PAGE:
Dr. Rashid Al Maamari
English Curriculum Consultant at Sultan Qaboos University
Dr. Rashid Al Maamari has obtained his BA in Teaching English from Sultan Qaboos University in 2001, his MA in Teaching English for Specific Purposes (ESP) from the University of Warwick (UK) in 2003, and his PhD in Applied Linguistics from the University of Melbourne (Australia) in 2016. He has been teaching English at tertiary level for the past twenty years. He has conducted extensive research and training workshops in English Language Assessment.
He has presented at various national and international conferences such as ALTAANZ, Oman International Conference and ICCTAR. His research interests are teacher cognition, language assessment, curriculum design, revision and evaluation, test writing and evaluation, Computer Assisted Language Learning, Artificial Intelligence based language assessment.
* Schedule: Dr. Al Maamari will be participating in the general session panel “How to Choose the Best Products for the Greatest Student Learning Outcomes” on Friday, March 5th 12:15-1:00 pm MST.
Dr. Rashid will also be presenting a breakout session titled “Teacher cognition and classroom-based assessment: A study into the impact of teachers’ beliefs on their classroom assessment practices“.
Breakout Session Description: The impact of teachers’ beliefs on their educational practices has been widely acknowledged by previous research especially in the field of ESL. Indeed, reviewing the literature on teachers’ belief and formative assessment has revealed that much of the research conducted in formative assessment (FA) has focused on how it should be understood and used, with very little emphasis on how teachers actually understand it and what types of beliefs they hold about it. The current study therefore was conducted to explore the impact of teachers’ beliefs on their FA practices in a tertiary EFL context.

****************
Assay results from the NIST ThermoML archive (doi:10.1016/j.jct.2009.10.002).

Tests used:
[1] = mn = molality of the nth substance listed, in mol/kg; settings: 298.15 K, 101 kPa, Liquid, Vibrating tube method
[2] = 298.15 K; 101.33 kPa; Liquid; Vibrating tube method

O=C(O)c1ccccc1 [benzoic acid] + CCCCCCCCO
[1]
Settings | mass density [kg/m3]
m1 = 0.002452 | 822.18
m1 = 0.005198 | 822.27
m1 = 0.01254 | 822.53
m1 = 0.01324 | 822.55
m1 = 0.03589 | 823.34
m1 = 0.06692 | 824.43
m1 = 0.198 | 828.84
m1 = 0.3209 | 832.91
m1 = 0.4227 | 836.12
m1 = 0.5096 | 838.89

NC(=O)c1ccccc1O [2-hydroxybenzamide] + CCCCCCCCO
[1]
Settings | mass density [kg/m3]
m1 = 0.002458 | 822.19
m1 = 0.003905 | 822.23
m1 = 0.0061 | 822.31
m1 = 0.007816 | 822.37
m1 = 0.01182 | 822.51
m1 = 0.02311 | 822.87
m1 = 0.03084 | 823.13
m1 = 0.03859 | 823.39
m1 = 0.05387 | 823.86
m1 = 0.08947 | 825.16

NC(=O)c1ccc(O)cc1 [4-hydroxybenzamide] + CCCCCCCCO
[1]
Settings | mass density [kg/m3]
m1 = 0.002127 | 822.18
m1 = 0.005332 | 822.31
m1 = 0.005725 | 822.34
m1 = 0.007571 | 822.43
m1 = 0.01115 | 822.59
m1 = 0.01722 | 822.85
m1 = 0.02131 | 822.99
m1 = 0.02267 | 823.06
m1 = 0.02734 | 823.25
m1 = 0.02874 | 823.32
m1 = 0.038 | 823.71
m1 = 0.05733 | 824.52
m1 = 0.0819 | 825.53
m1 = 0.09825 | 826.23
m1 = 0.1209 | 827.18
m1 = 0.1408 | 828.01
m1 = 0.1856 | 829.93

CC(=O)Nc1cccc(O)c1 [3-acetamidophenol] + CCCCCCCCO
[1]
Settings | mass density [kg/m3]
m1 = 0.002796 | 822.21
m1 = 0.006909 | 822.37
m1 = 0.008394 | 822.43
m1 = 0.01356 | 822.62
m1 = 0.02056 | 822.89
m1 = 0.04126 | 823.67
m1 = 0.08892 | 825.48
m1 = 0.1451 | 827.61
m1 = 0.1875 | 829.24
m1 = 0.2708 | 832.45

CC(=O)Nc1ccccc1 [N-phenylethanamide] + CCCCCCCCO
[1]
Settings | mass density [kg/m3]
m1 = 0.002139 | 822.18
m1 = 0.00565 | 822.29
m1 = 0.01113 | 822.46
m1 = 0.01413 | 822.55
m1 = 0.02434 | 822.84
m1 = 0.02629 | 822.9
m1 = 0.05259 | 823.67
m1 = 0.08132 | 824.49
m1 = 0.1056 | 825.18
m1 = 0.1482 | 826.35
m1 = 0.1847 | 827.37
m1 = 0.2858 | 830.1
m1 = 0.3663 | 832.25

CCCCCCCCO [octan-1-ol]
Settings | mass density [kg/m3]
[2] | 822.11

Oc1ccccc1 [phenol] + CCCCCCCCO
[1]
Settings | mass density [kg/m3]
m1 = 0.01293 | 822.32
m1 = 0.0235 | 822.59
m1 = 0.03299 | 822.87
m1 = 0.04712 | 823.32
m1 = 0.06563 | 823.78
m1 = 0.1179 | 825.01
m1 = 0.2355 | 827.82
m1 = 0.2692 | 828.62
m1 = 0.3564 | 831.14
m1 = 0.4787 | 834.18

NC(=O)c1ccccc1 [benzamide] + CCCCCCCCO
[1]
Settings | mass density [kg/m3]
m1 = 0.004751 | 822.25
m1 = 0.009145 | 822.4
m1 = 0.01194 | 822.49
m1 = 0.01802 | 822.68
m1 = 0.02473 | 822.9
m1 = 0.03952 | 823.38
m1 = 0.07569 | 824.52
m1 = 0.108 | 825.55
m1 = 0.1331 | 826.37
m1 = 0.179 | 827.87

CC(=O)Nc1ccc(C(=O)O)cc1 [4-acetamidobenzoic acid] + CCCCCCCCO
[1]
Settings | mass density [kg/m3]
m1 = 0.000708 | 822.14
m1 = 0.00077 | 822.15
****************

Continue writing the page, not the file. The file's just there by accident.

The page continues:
The study was conducted in the Language Centre (LC) at Sultan Qaboos University (SQU) and it utilized a mixed methods approach to investigate the impact of the beliefs of 127 EFL teachers on their FA practices. The study also attempted to identify the factors responsible for the formation and change of teachers’ beliefs and determine whether teachers shared the same understanding and perceptions of FA as those of their students.
The findings of the study showed that LC teachers mostly shared similar beliefs about the importance of FA for their teaching and their students’ learning, the implementation, standardization, validity, reliability and teachers’ noncompliance with institution’s FA standards. It was found that the formation and change of these beliefs were attributed to several belief formation factors such as contextual factors, institutional policy, pre-service training programs, teaching experience and experience as school students, collegial influence, in-service professional training and personal research. The study also revealed a relatively high consistency between teachers’ beliefs and their FA practices and provided evidence for the instability of teachers’ beliefs about FA. In addition, it was found that teachers and students mostly held consistent beliefs about the different aspects of FA such as purpose, interpretation of instructions and criteria, expectations and task fulfillment, use of feedback from FA and fairness of assessment. Where this was not the case, reasons for inconsistency were identified and discussed in light of current theory on teachers’ beliefs and FA. This study contributes to the advancement of knowledge and skills in the areas of teachers’ beliefs and FA through various practical, theoretical and methodological implications. Also, by initiating a deep investigation based on a methodologically sound mixed methods approach, this study constitutes a solid baseline for prospective research investigating teachers’ beliefs about assessment in EFL contexts.